As technology continues to outpace any other market for investment, venture capitalists are showing particular interest in the promise of artificial intelligence. Since 2017, $52bn has been invested in AI, almost 400% more than investment in the Internet of Things, robotics and drones, and more than 500% more than investment in mixed reality and blockchain technologies.
With interest growing, the number of companies entering the AI market has grown considerably too. As reported by venture capital form MMC Ventures, one in 12 European startups is now considered to be an AI company.
Yet, according to Nadhu Namburi, Head of Technology Investment Banking for JP Morgan, only so many will succeed:
“The reality is, only a very small fraction of the companies in the beginning will actually be up there.”
So how can you ensure that your business is among the “category definers” in AI? Speaking at IPSoft’s annual Digital Workforce Summit, Namburi provided insight into what investors are looking for in the fast-emerging market.
Practical, profitable uses
“At the end of the day, investors fundamentally look at the product. They look at the core technology,” Namburi said.
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While there is an abundance of AI companies, those that solve genuine problems are those that will achieve success. The success of startups like Uber and Lyft is evidence of this, which Namburi feels contrasts against the slow adoption of blockchain technology.
“That’s why Uber took off and Lyft took off, because that is a genuine need – people were tired of waiting for cabs.” Namburi explained. However, “when you try and solve something because it’s cool”, like with the use of blockchain technology to facilitate payments, “it doesn’t really solve a problem”.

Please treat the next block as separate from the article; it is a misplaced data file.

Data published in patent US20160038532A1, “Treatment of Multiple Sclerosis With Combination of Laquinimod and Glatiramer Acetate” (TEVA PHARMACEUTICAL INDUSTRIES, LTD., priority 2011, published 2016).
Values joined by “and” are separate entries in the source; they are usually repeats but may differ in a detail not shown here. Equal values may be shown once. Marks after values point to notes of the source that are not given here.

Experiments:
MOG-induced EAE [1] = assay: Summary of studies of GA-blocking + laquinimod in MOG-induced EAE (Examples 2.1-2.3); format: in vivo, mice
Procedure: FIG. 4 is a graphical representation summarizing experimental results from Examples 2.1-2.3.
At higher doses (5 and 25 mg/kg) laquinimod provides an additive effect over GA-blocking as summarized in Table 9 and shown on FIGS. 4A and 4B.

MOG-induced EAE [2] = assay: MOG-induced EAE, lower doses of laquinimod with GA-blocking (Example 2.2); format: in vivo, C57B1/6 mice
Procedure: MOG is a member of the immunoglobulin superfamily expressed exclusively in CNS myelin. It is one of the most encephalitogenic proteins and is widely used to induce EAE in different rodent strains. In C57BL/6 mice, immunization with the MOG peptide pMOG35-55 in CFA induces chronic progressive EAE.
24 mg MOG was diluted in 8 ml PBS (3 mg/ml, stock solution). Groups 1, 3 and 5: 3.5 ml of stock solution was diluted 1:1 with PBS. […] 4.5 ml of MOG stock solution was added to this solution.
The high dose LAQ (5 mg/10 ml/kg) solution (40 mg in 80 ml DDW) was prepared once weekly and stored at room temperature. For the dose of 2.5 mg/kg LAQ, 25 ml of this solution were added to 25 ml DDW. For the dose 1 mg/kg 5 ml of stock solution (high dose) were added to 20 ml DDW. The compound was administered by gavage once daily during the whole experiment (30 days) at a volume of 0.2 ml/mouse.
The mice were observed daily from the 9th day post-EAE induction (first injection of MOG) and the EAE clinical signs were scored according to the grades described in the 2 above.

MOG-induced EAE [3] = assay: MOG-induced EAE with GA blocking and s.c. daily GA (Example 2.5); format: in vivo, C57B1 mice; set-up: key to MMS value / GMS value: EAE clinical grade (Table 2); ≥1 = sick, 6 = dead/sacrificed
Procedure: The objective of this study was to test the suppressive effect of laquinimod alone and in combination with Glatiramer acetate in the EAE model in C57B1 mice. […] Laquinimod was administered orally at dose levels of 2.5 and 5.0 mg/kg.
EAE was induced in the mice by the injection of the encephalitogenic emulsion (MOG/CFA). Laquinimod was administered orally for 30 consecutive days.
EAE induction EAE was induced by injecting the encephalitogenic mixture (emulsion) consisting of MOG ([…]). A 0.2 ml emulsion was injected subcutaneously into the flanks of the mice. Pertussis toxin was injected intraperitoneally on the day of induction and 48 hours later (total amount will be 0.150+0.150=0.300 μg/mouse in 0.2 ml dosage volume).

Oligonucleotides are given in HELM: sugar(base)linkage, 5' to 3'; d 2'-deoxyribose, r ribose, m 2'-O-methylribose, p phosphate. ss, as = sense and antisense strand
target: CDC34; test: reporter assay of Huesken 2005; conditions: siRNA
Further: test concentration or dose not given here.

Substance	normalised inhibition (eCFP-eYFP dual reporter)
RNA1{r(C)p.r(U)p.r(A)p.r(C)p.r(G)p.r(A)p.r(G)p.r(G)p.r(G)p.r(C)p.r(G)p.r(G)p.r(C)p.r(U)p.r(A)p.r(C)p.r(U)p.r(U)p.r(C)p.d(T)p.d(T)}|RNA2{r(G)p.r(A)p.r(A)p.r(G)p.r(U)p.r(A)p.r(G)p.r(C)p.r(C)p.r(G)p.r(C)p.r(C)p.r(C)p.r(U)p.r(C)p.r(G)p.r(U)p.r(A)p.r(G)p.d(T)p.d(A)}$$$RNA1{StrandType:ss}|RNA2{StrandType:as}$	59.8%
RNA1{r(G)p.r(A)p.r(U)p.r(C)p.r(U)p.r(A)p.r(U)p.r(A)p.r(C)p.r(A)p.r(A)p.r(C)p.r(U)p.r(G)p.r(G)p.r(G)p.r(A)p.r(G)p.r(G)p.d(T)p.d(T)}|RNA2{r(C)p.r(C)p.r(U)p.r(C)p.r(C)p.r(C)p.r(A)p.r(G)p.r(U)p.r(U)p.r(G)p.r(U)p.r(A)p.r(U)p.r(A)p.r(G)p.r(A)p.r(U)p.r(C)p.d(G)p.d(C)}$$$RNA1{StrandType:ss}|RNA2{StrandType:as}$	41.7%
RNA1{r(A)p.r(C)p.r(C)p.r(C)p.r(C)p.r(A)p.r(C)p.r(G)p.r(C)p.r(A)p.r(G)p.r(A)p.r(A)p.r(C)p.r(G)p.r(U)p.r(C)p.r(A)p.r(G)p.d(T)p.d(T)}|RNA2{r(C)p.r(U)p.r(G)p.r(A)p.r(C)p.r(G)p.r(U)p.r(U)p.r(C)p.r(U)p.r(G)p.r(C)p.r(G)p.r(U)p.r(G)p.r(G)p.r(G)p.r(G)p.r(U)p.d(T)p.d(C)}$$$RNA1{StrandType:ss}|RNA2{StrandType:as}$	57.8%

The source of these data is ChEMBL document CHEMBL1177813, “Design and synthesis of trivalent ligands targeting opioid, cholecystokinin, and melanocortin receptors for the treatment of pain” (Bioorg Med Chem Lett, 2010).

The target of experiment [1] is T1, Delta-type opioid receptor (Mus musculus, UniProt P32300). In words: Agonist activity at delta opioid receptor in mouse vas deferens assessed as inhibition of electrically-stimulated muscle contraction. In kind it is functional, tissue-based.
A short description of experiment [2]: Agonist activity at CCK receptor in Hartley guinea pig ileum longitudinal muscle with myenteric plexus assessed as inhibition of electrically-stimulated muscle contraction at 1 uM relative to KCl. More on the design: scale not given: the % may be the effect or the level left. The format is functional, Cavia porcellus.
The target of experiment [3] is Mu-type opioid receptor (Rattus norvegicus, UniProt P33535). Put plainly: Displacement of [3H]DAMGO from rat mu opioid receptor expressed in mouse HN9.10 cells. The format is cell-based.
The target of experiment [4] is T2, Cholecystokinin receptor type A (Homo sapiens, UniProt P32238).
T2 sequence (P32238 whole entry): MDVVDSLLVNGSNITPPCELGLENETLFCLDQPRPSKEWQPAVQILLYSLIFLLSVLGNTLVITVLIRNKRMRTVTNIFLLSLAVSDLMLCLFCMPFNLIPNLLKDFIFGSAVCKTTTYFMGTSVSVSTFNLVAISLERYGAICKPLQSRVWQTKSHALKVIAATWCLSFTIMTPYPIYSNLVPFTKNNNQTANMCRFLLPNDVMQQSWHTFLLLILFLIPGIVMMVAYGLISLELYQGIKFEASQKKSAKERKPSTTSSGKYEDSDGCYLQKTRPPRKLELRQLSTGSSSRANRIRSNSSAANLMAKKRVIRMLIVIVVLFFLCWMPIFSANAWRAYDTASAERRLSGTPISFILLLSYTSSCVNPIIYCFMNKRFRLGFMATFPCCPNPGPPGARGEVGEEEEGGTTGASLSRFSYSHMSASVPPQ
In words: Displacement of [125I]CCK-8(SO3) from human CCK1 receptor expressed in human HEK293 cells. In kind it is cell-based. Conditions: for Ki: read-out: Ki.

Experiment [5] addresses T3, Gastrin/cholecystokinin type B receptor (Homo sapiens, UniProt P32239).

IPSoft’s technology provides further evidence of this in the AI market.
Amelia is a human-like AI that uses automation, cognitive and emotional intelligence, and machine learning to understand human intent and provide support for both customers and employees.
According to Chetan Dube, CEO of IPSoft, investment management company BlackRock saw average speed of answer fall from almost four minutes to three seconds after implementing the technology, and time to customer satisfaction drop from eight minutes to one minute and eight seconds. Telefonica, another IPSoft customer, saw retention rates increase to 67% after implementing Amelia as a customer service solution.
“That’s the power of real end-to-end AI,” Dube said.
“People see what is the use case – not just something that’s nice to have, but something tangible they can see, which can lead to commercialisation and making money,” Namburi explained.
Showing the commercial value of and interest in your product early on will only help to drive up its value, he explains:
“The higher the value of the technology, the higher the valuation tends to be. That’s the number one thing.”
Product aside, companies and their leaders also need to show vision if they are to be successful in an emerging market – “Vision matters,” Namburi believes.
Blockbuster and Netflix provides evidence of this need to think ahead. Blockbuster was once the untouchable in the video on demand market, bringing in $6bn in annual revenue at its peak. However, failure to foresee the rise of online video streaming ultimately cost the company its position as a leader in the market.
Blockbuster could have acquired Netflix for $50m in 2000, but passed up the opportunity as it felt that Netflix was a “very small niche business”.
Netflix is now a $150bn company, while Blockbuster ceased operations in 2013, which shows how long term strategy can provide huge results.
“It takes a long time,” Namburi explained. “You can’t just wake up one day and say ‘Oh, here’s my vision’.”
A proven track record
Investors want to see a return, and as a result, those that have a proven track record of success are at an advantage.
Last week Berkshire Hathaway’s Warren Buffett announced that his investment firm had acquired shares in online marketplace Amazon. While the investment leader has often steered clear of emerging tech companies, Berkshire’s vice chairman Charlie Munger admitted that both him and Buffett “feel like a horse’s ass” for failing to identify companies like Amazon and Google sooner.
“So what makes Amazon special?” Namburi asked. “They deliver flawless execution – investors care for that.”
To be successful in the AI market, companies need to display similar execution. Ultimately, proving that you not only have a good product and good ideas, but the quality and culture to continue developing and growing that product, will turn heads in the investment world.
“People will want to know how quickly will you evolve, how can you continue to work with the customers and come up with use cases and commercialise it, because they have to justify the spend in their organisation” Namburi explained. “Investors do care about that.”